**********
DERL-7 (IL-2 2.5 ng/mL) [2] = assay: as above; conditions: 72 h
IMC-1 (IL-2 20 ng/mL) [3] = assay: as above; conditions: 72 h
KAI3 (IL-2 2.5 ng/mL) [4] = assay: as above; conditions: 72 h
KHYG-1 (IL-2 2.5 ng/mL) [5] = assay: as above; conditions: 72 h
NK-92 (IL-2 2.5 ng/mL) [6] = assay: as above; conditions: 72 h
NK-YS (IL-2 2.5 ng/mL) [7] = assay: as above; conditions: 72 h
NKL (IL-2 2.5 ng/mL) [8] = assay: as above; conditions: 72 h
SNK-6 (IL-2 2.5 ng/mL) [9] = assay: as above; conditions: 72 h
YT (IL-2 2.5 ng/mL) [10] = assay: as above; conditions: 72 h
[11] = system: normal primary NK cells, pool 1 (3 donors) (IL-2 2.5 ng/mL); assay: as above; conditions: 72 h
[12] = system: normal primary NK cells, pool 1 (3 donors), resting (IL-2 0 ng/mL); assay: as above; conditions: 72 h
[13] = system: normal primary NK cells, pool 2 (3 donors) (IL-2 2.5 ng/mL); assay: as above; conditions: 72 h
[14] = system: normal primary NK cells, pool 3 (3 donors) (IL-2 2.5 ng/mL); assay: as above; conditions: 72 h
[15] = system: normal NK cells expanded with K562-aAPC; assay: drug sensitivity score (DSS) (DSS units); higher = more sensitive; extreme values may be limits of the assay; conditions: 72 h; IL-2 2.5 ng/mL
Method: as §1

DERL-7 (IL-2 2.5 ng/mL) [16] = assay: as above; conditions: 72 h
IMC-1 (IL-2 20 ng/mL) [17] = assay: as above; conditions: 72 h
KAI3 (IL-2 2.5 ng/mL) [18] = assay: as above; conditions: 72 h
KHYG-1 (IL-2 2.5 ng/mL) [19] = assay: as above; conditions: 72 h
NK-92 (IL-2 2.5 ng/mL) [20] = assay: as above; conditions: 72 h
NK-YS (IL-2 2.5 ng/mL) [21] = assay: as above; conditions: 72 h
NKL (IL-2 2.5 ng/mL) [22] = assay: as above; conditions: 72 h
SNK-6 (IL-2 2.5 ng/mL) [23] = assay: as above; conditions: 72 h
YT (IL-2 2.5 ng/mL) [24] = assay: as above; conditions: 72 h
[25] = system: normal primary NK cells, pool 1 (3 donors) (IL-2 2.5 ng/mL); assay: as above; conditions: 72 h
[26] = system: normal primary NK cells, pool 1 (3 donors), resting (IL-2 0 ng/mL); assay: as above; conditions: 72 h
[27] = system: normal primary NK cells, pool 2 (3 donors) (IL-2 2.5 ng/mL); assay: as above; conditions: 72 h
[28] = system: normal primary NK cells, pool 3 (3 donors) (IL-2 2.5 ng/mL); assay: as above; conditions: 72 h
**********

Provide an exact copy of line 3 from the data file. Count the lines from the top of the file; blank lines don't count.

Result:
KAI3 (IL-2 2.5 ng/mL) [4] = assay: as above; conditions: 72 h